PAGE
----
(This post originally appeared on Philly.com)
Will your tax refund be lower this year? Good for you!
“It totally feels like a scam,” John Prugh of Ewing Township, N.J. told the Washington Post. “I did still get a small refund, but compared to what I was expecting from previous years, it was shock.”
John should probably talk to his accountant before getting so irate.
It is true that a recent IRS report showed “very early in the season” that average refunds are down so far about 8 percent versus the average refund issued this time last year. Many are taking the numbers and using them as another knock on President Donald Trump and the Republican Party’s signature 2017 tax reform package. Others are saying that it is too early in the season and that due to the January federal shutdown fewer tax returns have been filed and processed by the IRS so far this year.
The fact is that the amount of the refund actually has nothing to do with what we ultimately owe the government. In my opinion, we’re not going to know the true effects of the 2017 legislation and how it affected our 2018 taxes until all the returns are filed. And we won’t know how the those tax cuts will affect business spending and investment until we have a few years of this new, lower tax environment under our belts.
“We have said people will be surprised, but how that comes out in the aggregate is to be seen,” Kathy Pickering, executive director of H&R Block’s Tax Institute, said in USA Today. “Don’t put too much into these initial numbers from the IRS, because the volume is down and it may be hard to parse out the tax-reform impact from the shutdown impact.”
Regardless, a lower tax refund is still good news. Why?
Because you shouldn’t be getting any tax refund at all. You shouldn’t owe the government, either. Any competent accountant will tell you that, in the best of circumstances, the taxes a small-business owner pays during the year from withholdings and estimated payments should equal the taxes that are owed. In other words, it should be a wash.
Why would you want a big refund, anyway? It just means you overpaid the government and it is giving you back the money interest free. Couldn’t you have found a better use for your money last year? Of course you could.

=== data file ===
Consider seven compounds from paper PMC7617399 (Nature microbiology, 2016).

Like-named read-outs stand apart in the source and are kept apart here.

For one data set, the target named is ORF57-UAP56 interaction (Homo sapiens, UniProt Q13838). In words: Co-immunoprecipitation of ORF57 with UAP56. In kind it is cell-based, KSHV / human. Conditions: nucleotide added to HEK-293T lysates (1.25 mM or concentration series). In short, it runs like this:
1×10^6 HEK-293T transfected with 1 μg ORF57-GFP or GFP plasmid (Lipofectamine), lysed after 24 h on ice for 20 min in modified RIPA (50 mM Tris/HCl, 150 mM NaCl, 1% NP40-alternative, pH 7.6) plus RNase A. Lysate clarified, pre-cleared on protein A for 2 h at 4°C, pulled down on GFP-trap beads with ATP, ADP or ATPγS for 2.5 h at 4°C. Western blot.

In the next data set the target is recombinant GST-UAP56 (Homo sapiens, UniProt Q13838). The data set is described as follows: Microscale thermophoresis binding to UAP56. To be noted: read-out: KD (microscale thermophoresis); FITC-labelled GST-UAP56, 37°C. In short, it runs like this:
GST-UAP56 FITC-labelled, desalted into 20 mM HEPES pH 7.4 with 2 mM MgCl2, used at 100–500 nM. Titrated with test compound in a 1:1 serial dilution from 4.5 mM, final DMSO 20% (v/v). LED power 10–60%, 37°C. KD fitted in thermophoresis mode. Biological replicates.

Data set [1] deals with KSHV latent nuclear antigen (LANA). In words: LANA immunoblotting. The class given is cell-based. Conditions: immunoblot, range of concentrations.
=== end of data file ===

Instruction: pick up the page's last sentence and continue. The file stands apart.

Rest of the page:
If you’re in the habit of waiting until your tax return is filed to find out whether you owe money or money is owed to you, then you need to change that habit. If you’re a small-business owner drawing a salary (or a typical individual taxpayer) you should be revisiting your Form W-4 and making sure it properly reflects your tax filing status (i.e. married, head of household, etc.), whether you have dependents or if, because of other sources of income, you decide to withhold an additional amount.
Tinkering is fine – go ahead and adjust your W-4 based on your withholding on your last couple of paychecks and then adjust it again. It may slightly annoy your human resources person, but then again that person isn’t stuck with your tax bill next year, right?
As a small-business owner, you’re likely having taxes withheld on your salary, plus you’re paying estimated taxes quarterly. Generally, and unless your tax bill is less than $1,000, you’ll have to pay in at least 90 percent of the tax you estimate you owe for the current year, or 100 percent of the tax shown on the return for the prior year, whichever is smaller.
It’s important to know that your estimated taxes aren’t a fixed amount, either. They can be changed each quarter, if you want. It all depends on how your business is doing. If you’re having a not-so-great year, then pay in less next quarter. Do the opposite if things are going better than predicted.
All of this requires some help, and for this my smartest clients turn to their accountants. They get year-to-date financials done each quarter, meet with their accountant regularly, forecast what they believe will happen for the rest of the year, and then adjust their taxes accordingly. This way, you’re maximizing your cash flow and not giving away too much (or too little) to the government.
So, did you get a big refund this year? That’s a shame.